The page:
Home Health and the Nursing Shortage

  1. Hi, I am a senior in an RN program and I am doing a paper on current trends in health care. I chose the topic of the nursing shortage(the easy part) but I have to relate it to the community agency that I visited, which was a community nursing agency and I am having a lot of trouble. What I want to know is, has home health nursing been affected by the nursing shortage and if so, in what respect? I will welcome any feedback I can get! Thanks...Jacqui
  2. Visit Flo1216 profile page

    About Flo1216

    Joined: Jun '02; Posts: 485; Likes: 15
    CNA

    5 Comments

  3. by   KP RN
    Hi Jacqui! The nursing shortage has impacted home health, as well as most other areas.
    What I hear from my (very large) home health agency is this:
    A couple years back, the payment system changed to prospective payment system. This can be compared to a DRG. The agency is paid a set rate based on data collected on admission, thus being financially rewarded for making fewer visits. Therefore, agencies need to work SMARTER, harder, and more efficiently to be able to stay in business, much less make a profit.
    Home care agencies have the same troubles attracting and retaining nurses as do hospitals. It is more difficult for them to afford retention or signing bonuses.
    My agency offers us bonuses for each nurse we refer who is actually hired ($2500.00 for me, $2500.00 for the new nurse). They also give us a month of free housecleaning, or a special weekend getaway at a fine hotel for referring a nurse, even if she doesn't sign on or get hired.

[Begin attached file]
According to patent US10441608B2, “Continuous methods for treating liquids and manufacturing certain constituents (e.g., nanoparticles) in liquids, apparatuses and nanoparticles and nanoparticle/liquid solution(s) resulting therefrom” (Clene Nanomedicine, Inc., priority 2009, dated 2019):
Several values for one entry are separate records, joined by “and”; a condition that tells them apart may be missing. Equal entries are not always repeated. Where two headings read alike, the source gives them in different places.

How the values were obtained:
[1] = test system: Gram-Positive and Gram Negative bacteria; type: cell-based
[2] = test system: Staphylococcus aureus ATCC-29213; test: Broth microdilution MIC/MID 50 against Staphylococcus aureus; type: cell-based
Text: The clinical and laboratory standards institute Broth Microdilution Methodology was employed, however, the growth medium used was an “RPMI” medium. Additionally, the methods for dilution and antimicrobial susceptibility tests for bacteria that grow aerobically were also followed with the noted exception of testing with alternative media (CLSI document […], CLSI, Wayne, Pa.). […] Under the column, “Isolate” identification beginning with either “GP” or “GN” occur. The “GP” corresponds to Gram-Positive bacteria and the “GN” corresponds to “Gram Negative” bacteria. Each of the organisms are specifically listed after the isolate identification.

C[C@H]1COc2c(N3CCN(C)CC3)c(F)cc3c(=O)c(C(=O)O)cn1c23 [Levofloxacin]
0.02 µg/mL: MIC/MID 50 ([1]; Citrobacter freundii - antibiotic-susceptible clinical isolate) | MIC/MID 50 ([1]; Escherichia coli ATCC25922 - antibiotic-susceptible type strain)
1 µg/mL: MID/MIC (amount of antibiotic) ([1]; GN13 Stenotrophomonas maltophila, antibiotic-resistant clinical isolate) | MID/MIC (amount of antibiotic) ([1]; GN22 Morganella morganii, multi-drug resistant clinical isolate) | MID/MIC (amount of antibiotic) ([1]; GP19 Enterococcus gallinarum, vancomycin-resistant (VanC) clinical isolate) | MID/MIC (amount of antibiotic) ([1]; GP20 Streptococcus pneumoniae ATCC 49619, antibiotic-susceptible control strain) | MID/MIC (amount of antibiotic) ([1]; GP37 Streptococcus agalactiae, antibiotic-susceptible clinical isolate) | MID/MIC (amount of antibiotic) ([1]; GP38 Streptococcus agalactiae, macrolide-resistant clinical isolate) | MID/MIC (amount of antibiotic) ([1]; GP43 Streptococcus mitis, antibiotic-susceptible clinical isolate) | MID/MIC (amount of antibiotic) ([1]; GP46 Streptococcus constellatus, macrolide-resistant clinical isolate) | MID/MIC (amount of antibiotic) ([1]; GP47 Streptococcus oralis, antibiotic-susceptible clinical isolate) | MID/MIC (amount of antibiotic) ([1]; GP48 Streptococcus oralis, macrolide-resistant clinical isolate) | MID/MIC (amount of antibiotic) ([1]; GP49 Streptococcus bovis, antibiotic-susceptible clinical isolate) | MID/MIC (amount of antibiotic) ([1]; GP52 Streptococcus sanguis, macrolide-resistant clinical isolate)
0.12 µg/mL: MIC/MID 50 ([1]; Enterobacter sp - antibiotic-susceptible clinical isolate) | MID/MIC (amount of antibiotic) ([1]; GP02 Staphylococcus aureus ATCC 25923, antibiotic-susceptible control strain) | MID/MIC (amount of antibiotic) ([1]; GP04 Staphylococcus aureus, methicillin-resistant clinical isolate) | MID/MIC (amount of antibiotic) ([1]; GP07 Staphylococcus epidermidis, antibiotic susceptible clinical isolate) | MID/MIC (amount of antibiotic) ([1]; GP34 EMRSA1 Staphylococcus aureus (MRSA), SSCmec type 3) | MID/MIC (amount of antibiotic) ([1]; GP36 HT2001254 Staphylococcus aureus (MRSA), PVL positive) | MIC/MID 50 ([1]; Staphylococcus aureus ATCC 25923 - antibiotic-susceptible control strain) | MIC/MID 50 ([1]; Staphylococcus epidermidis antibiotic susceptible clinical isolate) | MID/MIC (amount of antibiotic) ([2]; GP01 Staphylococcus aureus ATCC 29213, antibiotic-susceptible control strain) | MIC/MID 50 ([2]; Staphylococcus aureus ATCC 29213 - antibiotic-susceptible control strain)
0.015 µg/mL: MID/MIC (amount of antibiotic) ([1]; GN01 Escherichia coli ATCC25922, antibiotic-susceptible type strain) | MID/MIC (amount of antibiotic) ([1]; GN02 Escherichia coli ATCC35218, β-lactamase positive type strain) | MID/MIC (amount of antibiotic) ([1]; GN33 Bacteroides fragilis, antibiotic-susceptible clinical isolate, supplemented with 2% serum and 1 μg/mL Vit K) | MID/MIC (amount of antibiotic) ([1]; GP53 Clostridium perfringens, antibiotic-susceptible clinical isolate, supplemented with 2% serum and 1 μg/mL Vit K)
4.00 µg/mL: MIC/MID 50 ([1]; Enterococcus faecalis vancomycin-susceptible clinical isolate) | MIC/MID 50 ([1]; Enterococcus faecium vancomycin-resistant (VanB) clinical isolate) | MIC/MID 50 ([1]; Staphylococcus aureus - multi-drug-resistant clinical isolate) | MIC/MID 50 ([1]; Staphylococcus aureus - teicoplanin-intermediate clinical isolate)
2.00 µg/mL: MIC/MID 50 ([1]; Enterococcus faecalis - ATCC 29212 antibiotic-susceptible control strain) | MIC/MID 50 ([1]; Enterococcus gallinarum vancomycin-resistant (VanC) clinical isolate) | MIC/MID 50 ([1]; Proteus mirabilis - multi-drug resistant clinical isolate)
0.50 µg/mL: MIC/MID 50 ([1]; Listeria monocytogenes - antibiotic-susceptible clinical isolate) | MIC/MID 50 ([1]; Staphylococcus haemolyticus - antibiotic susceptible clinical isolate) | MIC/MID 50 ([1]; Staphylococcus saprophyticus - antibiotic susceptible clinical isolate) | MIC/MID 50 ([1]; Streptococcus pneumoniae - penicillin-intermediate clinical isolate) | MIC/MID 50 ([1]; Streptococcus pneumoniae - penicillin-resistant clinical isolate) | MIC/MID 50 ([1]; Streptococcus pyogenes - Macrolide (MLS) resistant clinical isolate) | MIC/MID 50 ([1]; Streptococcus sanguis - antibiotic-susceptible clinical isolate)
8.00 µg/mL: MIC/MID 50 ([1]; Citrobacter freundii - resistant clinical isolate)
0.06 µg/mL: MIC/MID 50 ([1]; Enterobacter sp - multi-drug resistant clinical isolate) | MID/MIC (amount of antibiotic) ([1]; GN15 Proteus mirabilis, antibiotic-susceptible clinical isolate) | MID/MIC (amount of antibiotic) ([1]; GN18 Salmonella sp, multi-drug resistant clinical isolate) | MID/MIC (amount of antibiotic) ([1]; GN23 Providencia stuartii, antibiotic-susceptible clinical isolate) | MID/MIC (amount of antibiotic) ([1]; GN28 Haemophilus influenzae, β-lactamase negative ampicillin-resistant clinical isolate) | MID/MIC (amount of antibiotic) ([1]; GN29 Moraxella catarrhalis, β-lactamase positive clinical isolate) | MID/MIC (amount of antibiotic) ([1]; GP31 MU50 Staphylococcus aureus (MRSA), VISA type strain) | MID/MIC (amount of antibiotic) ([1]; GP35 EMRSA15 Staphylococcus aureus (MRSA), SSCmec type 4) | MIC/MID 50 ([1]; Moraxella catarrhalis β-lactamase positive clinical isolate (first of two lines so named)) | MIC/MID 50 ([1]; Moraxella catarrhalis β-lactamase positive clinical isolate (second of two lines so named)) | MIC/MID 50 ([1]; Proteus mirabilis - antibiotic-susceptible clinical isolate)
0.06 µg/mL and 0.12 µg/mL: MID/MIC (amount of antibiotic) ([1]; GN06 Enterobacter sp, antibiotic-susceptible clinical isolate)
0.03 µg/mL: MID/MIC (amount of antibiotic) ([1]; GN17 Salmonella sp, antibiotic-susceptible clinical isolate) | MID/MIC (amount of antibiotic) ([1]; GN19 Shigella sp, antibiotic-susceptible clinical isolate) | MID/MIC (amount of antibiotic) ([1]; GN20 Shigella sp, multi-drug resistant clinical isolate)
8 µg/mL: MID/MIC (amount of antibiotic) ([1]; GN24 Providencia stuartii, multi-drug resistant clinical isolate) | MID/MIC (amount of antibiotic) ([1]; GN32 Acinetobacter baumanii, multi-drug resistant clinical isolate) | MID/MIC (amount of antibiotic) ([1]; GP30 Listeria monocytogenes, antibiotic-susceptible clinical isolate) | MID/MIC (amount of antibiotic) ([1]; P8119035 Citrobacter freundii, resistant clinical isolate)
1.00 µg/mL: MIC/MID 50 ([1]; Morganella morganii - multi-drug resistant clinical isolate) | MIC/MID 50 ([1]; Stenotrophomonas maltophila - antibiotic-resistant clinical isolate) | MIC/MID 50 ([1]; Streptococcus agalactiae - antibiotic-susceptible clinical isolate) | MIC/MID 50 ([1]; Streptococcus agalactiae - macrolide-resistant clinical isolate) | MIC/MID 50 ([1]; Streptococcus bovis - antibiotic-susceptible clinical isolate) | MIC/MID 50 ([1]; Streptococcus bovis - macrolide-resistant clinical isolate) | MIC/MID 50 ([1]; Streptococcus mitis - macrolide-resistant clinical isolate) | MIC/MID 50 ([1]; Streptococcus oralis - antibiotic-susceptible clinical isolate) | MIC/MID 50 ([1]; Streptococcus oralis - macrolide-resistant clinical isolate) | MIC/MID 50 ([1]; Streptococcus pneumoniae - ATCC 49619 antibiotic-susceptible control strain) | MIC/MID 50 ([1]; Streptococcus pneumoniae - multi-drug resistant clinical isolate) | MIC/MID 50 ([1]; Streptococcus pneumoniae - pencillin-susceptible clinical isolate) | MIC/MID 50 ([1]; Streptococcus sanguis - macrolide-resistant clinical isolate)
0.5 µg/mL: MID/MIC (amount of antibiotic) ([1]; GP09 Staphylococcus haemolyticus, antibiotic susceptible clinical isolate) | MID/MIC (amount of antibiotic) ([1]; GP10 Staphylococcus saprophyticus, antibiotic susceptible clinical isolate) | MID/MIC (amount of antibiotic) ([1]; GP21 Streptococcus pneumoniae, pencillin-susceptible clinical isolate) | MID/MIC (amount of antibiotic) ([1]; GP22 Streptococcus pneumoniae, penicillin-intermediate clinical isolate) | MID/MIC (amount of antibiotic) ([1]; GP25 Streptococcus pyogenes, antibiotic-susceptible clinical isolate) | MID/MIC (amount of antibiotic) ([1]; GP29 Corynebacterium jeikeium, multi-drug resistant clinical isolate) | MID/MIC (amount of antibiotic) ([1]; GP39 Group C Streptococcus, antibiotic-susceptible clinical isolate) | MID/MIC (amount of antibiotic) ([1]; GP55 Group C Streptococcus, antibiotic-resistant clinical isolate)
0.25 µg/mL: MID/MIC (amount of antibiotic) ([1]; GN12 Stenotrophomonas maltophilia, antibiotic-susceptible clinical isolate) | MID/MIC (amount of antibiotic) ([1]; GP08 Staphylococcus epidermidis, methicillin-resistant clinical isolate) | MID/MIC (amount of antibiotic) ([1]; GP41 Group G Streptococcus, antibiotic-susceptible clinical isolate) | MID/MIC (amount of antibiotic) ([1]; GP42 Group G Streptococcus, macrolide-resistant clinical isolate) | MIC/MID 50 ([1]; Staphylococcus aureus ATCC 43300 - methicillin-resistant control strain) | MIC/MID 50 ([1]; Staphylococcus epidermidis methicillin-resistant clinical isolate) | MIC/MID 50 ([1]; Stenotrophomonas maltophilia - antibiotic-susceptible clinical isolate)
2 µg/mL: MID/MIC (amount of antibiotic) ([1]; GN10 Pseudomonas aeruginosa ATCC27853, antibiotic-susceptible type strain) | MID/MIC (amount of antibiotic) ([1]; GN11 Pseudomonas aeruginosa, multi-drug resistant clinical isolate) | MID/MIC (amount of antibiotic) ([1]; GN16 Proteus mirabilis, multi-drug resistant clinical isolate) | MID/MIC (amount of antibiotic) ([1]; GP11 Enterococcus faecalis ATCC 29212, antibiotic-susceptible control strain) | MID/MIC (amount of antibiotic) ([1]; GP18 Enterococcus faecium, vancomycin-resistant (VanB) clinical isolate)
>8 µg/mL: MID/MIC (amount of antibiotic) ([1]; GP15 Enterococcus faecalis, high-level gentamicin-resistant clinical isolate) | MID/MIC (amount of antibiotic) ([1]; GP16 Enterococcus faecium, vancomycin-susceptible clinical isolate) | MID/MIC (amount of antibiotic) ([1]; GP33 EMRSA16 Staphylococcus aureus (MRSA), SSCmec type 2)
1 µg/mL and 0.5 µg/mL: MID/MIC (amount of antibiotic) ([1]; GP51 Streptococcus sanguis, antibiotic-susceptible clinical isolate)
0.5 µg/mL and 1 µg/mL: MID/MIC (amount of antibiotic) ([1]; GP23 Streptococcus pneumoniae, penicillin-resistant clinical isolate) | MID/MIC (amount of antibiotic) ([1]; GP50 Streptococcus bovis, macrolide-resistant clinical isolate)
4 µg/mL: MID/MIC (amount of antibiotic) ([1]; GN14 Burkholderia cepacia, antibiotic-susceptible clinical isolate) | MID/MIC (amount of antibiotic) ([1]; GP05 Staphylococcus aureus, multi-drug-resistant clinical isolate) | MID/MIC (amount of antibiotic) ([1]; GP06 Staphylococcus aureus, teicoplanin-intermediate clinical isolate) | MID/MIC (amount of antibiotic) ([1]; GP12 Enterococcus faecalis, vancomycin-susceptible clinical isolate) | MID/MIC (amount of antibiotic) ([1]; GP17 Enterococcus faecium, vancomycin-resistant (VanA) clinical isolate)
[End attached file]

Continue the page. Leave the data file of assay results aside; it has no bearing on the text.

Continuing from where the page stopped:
Ask your community health agency what they do to attract new nurses, I'm sure you'll hear an earful!!
    Good luck!!
  4. by   renerian
    Dang KP your in Cleveland. We don't have housekeeping. I would do it for that. I left home care as our service area was 6 counties and my drive time/office time was between 25 to 30 hours per week of course uncompensated. We were still paid per visit. Hard to keep nurses when their hourly wage equates to 9 to 13 per hour.

    renerian
  5. by   KP RN
    Wow, Renerian!! How frustrating that job must have been!!
    My agency covers a huge geographic area, but there's so many of us employees that we are each assigned to a different sliver, which may include 3-4 different zip codes. I drive 50-60 miles per day TOPS! I usually average 20-25 miles.
    My agency really does try to attract and retain. It certainly isn't easy, but I give 'em credit for giving us decent bonuses, as opposed to stupid crap like coffee mugs and nurse pins!!
    If your job in incontinent products doesn't pan out, Ren, come see me!! By the way, how 'bout our Ohio nurse get together??
  6. by   Flo1216
    Thank you!!! Your reply was very helpful to me. You know, this assignment was due a month ago(couldn't bring myself to do it) and it is only worth like, 1% of my grade but I need it in order to pass.
  7. by   renerian
    Kp it was common for me to put 100 to 200 miles per day on my car. Sometimes under a 100 but the Columbus traffic is horrible. It is not uncommon to take an hour or an hour and a half to drive 20 miles.

    renerian

close